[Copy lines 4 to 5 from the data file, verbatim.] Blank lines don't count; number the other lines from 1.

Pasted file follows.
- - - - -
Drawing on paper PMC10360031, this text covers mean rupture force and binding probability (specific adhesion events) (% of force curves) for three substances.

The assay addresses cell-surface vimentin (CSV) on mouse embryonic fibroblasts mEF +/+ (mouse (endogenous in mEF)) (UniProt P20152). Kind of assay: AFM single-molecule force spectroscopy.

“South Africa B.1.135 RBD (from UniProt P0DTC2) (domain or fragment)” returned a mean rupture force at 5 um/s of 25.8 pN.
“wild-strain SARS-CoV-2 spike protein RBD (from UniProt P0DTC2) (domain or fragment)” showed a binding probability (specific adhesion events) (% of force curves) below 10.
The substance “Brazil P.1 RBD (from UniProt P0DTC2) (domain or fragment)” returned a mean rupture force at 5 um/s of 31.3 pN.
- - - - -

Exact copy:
“wild-strain SARS-CoV-2 spike protein RBD (from UniProt P0DTC2) (domain or fragment)” showed a binding probability (specific adhesion events) (% of force curves) below 10.
The substance “Brazil P.1 RBD (from UniProt P0DTC2) (domain or fragment)” returned a mean rupture force at 5 um/s of 31.3 pN.